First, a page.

What is your short story writing process? 

I keep a journal and write in it regularly, though not every day. Short stories usually come to me in a burst of information, but that burst usually will bring together two or three concepts I may have been nutting out for a while. I have to write the short story all in one sitting or I never finish it. If it can’t sustain my interest for the length of a writing session, why should anyone read it?  Then I put it aside and workshop it later. I’m not in a writing group that swaps work at the moment, but I do swap short stories with my friend Belinda Hermawan from time to time—she’s my ideal reader for my short fiction, and we started Write Nights together!

Which short stories and writers do you particularly love or consider your key sources of inspiration? 

I’ve said it before and I’ll say it again—when I grow up, I want to be Margaret Atwood.

I also love the three Kates—Atkinson, Forsyth and Morton.

I loved the story about the man who moves to Paris to write, but finds himself unable to because too much has already been written about that city. It felt very familiar, coming from Perth, that sense of always longing for somewhere more ‘literary.’ Yet Perth also has a vibrant writing community and your writing picks up all kinds of unique local details, such as jacarandas ‘dousing the footpaths in fragrant blossom’ and getting lost while driving down south—can you talk a bit about how Perth in particular inspires you?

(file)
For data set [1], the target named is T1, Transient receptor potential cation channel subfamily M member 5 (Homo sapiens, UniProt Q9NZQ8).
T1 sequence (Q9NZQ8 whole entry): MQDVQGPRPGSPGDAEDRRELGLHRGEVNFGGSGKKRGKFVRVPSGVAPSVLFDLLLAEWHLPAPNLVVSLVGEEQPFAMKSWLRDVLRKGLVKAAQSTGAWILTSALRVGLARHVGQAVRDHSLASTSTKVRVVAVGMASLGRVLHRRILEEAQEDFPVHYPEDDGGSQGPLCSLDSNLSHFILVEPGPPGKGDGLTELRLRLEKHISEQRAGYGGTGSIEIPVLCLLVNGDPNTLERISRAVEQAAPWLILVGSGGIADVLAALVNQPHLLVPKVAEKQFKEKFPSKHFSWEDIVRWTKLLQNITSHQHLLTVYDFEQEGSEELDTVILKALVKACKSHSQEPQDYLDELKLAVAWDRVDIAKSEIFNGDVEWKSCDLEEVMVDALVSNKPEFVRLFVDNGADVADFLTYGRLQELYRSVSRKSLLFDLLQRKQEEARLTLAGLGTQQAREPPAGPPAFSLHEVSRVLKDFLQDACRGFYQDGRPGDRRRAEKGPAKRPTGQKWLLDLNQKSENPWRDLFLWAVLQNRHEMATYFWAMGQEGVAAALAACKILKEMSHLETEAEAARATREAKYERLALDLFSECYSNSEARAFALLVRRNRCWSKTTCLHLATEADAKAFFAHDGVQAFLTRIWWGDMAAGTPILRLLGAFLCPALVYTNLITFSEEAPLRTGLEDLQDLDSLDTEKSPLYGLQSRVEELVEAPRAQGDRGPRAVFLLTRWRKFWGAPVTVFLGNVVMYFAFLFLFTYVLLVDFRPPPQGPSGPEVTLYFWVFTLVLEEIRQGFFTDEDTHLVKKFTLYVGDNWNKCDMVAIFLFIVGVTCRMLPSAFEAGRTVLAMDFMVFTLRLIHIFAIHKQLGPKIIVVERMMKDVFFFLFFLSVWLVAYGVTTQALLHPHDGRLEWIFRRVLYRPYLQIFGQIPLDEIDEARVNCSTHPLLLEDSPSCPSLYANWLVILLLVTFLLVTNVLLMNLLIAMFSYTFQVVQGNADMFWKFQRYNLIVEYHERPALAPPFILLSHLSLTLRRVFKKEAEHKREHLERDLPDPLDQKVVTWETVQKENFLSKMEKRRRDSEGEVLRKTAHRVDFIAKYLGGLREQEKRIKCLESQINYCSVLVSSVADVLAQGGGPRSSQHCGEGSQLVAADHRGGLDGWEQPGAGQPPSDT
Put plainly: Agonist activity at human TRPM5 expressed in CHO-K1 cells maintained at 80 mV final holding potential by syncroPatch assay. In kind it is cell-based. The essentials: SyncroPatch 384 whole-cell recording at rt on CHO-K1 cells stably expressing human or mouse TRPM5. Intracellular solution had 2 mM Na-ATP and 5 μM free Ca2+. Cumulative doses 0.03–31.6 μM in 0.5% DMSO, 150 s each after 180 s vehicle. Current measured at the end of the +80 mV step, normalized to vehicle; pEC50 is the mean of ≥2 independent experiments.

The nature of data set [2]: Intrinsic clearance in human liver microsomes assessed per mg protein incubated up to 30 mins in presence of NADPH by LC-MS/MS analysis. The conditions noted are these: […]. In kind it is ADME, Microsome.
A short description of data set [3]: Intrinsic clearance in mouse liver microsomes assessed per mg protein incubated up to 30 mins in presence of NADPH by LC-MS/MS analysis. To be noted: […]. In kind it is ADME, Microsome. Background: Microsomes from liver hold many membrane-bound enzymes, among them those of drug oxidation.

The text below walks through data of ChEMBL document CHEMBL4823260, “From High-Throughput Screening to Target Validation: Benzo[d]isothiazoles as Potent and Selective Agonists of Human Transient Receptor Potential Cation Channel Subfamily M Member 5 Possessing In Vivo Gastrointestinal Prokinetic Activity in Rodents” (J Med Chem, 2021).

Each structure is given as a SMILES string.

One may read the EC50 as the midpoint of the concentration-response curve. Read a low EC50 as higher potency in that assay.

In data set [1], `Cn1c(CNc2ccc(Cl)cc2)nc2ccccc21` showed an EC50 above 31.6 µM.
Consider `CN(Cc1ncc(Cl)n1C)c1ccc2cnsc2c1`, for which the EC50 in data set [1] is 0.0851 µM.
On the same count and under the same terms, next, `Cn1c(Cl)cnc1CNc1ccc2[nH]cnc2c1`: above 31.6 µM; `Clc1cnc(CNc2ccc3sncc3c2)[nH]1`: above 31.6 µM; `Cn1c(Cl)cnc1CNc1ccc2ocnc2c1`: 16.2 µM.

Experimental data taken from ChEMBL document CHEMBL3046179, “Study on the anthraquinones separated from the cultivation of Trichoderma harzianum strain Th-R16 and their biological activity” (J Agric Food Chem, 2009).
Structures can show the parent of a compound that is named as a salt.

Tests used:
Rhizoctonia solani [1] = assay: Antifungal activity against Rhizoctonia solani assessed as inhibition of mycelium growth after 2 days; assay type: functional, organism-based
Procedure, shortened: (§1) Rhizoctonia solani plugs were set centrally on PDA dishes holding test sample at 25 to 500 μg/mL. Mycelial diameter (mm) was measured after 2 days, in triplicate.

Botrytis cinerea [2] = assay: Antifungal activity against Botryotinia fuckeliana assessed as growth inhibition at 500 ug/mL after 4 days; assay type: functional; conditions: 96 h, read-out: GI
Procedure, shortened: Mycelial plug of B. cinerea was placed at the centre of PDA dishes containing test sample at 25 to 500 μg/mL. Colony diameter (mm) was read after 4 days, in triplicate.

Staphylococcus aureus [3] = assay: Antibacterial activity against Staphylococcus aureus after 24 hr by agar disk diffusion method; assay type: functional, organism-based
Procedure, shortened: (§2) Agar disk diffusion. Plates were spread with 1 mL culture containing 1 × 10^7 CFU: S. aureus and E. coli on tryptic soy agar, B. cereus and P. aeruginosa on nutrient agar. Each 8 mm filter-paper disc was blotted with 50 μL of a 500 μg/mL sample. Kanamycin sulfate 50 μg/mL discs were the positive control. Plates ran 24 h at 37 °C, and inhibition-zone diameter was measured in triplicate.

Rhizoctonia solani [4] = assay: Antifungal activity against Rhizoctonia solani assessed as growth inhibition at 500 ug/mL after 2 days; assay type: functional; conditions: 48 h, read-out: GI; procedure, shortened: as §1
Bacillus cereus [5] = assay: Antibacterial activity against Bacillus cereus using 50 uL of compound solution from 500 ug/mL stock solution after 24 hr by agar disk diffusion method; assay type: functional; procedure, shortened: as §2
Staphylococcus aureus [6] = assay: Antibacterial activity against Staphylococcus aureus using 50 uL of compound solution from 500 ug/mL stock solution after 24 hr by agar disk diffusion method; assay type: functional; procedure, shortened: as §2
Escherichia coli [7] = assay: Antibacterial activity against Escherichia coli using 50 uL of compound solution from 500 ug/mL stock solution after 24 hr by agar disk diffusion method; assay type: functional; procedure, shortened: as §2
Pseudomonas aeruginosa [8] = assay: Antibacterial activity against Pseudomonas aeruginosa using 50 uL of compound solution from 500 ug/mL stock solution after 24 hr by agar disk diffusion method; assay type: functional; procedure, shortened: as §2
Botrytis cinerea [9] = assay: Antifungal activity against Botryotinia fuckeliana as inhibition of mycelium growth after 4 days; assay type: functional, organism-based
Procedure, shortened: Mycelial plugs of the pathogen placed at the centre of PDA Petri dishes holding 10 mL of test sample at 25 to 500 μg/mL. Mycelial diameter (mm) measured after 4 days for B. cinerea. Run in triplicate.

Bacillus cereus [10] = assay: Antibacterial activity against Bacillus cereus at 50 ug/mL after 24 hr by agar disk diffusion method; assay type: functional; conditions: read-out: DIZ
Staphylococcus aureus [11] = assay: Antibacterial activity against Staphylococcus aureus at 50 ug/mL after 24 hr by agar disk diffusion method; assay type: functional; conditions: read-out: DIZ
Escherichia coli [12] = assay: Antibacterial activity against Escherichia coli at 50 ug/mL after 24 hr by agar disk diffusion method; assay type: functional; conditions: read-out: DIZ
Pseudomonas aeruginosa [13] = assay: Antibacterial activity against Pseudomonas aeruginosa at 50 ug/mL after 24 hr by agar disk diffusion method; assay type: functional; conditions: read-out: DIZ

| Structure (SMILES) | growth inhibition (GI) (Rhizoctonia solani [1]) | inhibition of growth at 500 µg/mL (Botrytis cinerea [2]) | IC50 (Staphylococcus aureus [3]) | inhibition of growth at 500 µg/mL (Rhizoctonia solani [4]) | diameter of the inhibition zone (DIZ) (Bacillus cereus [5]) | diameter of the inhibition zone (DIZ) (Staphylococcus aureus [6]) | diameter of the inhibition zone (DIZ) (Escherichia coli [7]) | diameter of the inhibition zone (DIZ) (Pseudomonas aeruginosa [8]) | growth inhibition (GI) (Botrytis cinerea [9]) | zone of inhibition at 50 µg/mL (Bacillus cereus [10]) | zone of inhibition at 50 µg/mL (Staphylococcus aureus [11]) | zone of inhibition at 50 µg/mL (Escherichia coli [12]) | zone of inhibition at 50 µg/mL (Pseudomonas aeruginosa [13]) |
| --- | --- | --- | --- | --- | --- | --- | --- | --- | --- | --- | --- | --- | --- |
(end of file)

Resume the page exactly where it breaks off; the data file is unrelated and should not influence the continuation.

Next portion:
Just as an aside, I’ve recently learned that there is a name for what that character, Michael, experiences in Paris—Paris Syndrome! Where the place never lives up to the idea most people have of it in their head.

I don’t know why Perth inspires me so much, but perhaps it’s because I’ve lived here my whole life and have so many good memories. I get a bit defensive, too, when people start talking about Perth being boring, because I am team Perth all the way. I love that we are kind of the underdog, the West versus the rest! Plus we have beautiful weather all the time, and so much variation in scenery, whether you’re in the bush or at the beach or in the suburbs.  The place has a character, I think I’ve just been noticing it more through my writing.